What is UNEP doing next?

One: UNEP continues to support the negotiations and Members States with facts, insights and conclusions of our scientists and technical experts.

For all policymakers or stakeholders writing 2020 climate action plans, and for everyone who is interested, here are the latest reports UNEP launched and supported in the run-up to and across COP25:

  • UNEP’s Emissions Gap Reportis both a summary of where we stand today and an analysis of the biggest future opportunities to be seized by countries, industry and individuals. It stands as an annual review of countries’ commitments to reduce emission, comparing them to what they should be to limit global temperatures. It also identifies the most significant opportunities countries have to reduce emissions and is a resource for any policymakers developing climate plans for 2020 and beyond.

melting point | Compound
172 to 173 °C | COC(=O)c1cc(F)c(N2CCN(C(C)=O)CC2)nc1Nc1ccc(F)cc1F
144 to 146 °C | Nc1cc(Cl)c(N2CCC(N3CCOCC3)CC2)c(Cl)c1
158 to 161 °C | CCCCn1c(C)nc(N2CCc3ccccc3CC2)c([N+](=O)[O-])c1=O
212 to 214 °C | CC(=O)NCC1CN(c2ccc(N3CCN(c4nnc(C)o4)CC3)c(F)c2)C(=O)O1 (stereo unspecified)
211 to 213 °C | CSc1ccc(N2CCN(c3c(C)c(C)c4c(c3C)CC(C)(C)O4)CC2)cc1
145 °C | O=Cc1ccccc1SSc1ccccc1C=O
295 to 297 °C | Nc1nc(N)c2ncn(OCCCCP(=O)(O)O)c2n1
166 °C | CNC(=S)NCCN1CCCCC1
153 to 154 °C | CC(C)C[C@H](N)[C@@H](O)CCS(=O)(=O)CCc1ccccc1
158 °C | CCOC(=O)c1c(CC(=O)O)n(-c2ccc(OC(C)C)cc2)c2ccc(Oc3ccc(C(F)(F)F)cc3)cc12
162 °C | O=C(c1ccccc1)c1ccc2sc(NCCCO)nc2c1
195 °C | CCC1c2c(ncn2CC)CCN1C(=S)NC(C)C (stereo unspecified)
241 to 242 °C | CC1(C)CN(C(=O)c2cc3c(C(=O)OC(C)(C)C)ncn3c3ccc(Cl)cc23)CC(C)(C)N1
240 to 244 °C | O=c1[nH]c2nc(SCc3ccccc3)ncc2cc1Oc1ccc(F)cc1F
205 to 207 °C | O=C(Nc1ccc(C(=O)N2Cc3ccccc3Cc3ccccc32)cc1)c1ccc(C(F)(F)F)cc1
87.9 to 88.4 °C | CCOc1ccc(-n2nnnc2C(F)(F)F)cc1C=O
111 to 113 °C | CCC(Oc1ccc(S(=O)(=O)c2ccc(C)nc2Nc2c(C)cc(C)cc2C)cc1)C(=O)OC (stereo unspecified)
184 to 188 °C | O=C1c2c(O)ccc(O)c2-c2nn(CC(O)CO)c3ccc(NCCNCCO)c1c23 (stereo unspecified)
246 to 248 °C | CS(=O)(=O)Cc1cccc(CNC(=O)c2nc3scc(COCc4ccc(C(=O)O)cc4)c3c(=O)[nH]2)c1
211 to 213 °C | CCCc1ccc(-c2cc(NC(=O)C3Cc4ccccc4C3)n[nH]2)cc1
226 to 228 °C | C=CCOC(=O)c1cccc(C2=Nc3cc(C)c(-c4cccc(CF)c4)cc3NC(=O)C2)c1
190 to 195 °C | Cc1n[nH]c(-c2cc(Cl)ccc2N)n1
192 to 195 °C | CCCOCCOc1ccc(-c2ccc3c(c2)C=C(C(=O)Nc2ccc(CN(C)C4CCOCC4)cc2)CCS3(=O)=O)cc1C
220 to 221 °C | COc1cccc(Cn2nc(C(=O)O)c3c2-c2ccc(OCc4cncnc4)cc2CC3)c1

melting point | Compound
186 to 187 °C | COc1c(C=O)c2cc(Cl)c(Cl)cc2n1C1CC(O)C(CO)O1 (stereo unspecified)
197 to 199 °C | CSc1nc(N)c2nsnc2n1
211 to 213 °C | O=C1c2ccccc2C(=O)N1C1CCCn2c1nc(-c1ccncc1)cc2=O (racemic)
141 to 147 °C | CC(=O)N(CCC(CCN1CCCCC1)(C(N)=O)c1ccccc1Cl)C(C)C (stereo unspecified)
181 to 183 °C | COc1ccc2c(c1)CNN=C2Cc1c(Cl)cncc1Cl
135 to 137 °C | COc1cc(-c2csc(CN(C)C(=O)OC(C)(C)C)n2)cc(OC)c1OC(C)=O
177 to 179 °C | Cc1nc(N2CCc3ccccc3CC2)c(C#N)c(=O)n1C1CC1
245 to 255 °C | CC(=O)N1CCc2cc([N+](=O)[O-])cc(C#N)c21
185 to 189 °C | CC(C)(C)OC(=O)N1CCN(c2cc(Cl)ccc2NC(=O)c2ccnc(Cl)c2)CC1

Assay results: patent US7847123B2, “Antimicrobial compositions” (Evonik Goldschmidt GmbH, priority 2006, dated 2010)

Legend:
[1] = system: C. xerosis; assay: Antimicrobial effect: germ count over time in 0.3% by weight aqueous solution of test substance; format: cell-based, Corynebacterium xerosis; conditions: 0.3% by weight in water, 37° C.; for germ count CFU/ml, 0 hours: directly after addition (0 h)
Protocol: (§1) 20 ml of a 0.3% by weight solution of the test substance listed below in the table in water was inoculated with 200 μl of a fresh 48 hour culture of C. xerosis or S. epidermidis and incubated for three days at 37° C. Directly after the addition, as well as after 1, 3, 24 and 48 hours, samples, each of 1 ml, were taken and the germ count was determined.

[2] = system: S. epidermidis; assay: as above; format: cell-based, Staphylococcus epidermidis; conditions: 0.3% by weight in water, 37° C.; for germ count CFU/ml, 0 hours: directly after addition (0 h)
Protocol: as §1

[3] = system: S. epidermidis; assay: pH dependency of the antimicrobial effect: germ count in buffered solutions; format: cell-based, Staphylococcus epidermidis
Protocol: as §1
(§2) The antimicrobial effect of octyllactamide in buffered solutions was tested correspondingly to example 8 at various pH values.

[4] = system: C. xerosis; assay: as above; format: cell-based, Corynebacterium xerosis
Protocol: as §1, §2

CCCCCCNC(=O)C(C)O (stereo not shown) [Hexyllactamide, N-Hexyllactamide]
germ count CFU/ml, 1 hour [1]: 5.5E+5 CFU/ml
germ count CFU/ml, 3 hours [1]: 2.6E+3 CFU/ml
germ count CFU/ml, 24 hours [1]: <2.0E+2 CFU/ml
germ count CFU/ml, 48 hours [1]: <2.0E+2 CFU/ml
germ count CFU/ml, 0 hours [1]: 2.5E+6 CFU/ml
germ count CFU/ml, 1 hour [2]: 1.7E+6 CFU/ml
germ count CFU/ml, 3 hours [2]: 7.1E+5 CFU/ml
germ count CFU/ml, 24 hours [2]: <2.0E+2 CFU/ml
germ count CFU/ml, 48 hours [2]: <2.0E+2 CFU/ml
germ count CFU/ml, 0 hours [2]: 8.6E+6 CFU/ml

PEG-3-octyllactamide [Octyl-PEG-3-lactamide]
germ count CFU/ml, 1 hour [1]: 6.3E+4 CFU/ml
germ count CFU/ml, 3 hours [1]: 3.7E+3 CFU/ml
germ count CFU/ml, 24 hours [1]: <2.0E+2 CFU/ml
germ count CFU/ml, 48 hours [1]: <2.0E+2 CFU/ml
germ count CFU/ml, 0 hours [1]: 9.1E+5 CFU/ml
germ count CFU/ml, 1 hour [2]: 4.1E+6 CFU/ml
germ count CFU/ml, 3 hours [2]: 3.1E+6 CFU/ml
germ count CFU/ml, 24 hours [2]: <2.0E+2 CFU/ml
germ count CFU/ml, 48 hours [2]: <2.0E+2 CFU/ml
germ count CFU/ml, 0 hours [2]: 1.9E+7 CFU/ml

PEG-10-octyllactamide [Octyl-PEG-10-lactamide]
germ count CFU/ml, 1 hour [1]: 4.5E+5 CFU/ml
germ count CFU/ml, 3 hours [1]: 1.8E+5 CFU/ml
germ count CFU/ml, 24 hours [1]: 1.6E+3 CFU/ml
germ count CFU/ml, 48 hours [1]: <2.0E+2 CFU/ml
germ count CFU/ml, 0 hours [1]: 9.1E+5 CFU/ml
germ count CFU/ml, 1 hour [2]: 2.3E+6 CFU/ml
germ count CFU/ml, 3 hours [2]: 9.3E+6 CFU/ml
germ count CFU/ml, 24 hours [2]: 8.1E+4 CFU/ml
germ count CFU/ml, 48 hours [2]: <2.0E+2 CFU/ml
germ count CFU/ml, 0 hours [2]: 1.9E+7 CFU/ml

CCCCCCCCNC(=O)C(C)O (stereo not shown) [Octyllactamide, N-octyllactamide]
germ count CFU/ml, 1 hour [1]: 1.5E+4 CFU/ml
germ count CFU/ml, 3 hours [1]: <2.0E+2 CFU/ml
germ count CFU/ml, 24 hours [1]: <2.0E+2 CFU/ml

• The Production Gap Reportis the first report to assess countries’ plans and projections for fossil fuel production, delivered in partnership with the Stockholm Environment Institute.
  • The Future of Wind Reportpredicts a 10-fold increase in global wind power by 2050, making the pace of development of offshore wind technologies and markets faster than people expected a few years ago.
  • The International Resource Panel produced a new reportfor policymakers, Resource Efficiency and Climate Change: Material Efficiency Strategies for a Low-Carbon Future. It is the first comprehensive scientific analysis estimating total cuts in greenhouse gas emissions in homes and cars that can be achieved through material efficiency.